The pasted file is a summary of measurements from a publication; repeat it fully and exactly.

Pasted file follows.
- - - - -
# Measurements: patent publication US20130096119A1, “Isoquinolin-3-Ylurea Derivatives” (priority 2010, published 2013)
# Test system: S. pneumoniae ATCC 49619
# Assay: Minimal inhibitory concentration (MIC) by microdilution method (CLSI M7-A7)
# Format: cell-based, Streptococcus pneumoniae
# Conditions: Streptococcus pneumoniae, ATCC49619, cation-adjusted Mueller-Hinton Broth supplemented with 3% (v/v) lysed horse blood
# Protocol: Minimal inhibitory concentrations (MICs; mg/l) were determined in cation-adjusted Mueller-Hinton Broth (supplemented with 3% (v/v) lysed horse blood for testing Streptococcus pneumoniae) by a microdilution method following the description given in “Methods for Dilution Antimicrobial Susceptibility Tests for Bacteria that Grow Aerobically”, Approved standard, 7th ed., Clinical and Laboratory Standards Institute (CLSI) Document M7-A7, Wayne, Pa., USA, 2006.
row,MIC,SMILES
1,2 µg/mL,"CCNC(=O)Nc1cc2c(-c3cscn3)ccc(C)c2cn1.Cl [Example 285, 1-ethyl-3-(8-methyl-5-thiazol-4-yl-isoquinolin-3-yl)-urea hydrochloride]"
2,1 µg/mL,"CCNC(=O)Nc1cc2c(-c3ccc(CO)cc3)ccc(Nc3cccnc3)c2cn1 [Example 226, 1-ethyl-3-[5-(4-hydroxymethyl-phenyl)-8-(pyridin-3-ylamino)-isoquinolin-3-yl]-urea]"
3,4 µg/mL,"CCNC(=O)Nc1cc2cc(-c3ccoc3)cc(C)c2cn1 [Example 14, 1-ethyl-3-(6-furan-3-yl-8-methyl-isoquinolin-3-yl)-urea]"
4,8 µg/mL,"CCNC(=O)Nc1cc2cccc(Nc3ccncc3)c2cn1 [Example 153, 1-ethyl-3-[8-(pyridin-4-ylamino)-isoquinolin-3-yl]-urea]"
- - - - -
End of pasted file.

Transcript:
# Measurements: patent publication US20130096119A1, “Isoquinolin-3-Ylurea Derivatives” (priority 2010, published 2013)
# Test system: S. pneumoniae ATCC 49619
# Assay: Minimal inhibitory concentration (MIC) by microdilution method (CLSI M7-A7)
# Format: cell-based, Streptococcus pneumoniae
# Conditions: Streptococcus pneumoniae, ATCC49619, cation-adjusted Mueller-Hinton Broth supplemented with 3% (v/v) lysed horse blood
# Protocol: Minimal inhibitory concentrations (MICs; mg/l) were determined in cation-adjusted Mueller-Hinton Broth (supplemented with 3% (v/v) lysed horse blood for testing Streptococcus pneumoniae) by a microdilution method following the description given in “Methods for Dilution Antimicrobial Susceptibility Tests for Bacteria that Grow Aerobically”, Approved standard, 7th ed., Clinical and Laboratory Standards Institute (CLSI) Document M7-A7, Wayne, Pa., USA, 2006.
row,MIC,SMILES
1,2 µg/mL,"CCNC(=O)Nc1cc2c(-c3cscn3)ccc(C)c2cn1.Cl [Example 285, 1-ethyl-3-(8-methyl-5-thiazol-4-yl-isoquinolin-3-yl)-urea hydrochloride]"
2,1 µg/mL,"CCNC(=O)Nc1cc2c(-c3ccc(CO)cc3)ccc(Nc3cccnc3)c2cn1 [Example 226, 1-ethyl-3-[5-(4-hydroxymethyl-phenyl)-8-(pyridin-3-ylamino)-isoquinolin-3-yl]-urea]"
3,4 µg/mL,"CCNC(=O)Nc1cc2cc(-c3ccoc3)cc(C)c2cn1 [Example 14, 1-ethyl-3-(6-furan-3-yl-8-methyl-isoquinolin-3-yl)-urea]"
4,8 µg/mL,"CCNC(=O)Nc1cc2cccc(Nc3ccncc3)c2cn1 [Example 153, 1-ethyl-3-[8-(pyridin-4-ylamino)-isoquinolin-3-yl]-urea]"